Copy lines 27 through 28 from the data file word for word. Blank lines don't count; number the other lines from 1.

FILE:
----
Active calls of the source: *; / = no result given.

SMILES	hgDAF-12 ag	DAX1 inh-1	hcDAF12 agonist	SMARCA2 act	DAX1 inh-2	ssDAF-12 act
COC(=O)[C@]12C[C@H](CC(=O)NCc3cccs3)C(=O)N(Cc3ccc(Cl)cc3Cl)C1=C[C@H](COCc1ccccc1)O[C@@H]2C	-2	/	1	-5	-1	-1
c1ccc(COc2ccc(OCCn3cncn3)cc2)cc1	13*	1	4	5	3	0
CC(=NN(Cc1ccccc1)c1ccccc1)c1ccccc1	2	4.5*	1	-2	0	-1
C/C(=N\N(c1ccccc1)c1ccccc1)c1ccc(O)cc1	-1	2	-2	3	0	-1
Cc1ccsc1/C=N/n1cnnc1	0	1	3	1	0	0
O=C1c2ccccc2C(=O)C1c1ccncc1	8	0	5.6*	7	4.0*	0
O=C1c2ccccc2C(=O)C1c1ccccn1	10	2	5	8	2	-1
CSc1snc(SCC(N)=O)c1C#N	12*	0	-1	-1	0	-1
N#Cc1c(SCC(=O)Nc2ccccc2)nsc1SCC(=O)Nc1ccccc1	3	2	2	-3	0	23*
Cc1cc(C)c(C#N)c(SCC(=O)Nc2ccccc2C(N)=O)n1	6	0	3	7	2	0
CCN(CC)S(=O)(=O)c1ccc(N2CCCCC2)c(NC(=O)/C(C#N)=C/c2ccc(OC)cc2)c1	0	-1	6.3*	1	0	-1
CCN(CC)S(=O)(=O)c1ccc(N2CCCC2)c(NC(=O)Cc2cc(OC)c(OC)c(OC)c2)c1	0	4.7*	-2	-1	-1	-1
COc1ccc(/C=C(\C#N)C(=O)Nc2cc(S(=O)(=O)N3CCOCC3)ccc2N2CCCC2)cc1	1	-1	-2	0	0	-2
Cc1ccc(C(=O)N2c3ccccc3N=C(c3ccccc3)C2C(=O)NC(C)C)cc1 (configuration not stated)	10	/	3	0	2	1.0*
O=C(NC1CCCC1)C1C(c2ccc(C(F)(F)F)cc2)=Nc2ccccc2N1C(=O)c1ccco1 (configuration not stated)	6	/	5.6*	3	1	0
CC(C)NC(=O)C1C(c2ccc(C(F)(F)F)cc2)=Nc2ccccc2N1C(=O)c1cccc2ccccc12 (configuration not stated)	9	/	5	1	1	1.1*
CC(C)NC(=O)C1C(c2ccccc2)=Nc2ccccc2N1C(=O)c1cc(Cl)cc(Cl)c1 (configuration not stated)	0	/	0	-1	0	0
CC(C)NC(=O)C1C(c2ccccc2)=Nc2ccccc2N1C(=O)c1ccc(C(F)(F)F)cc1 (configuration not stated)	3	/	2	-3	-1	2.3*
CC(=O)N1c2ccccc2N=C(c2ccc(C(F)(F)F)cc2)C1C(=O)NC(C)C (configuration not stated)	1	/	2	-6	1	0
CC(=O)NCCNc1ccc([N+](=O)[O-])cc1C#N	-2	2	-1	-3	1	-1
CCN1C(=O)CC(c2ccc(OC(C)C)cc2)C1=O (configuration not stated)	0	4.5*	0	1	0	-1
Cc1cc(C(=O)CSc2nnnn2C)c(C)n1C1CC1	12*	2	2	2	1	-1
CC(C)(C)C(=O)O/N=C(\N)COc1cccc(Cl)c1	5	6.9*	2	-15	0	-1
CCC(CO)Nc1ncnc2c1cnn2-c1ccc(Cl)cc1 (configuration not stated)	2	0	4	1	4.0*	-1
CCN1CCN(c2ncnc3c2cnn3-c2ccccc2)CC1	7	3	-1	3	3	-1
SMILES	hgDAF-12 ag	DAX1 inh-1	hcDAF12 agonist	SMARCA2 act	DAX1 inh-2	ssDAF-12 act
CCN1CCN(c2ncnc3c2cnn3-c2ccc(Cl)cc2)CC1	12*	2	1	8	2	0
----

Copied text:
CCN1CCN(c2ncnc3c2cnn3-c2ccccc2)CC1	7	3	-1	3	3	-1
SMILES	hgDAF-12 ag	DAX1 inh-1	hcDAF12 agonist	SMARCA2 act	DAX1 inh-2	ssDAF-12 act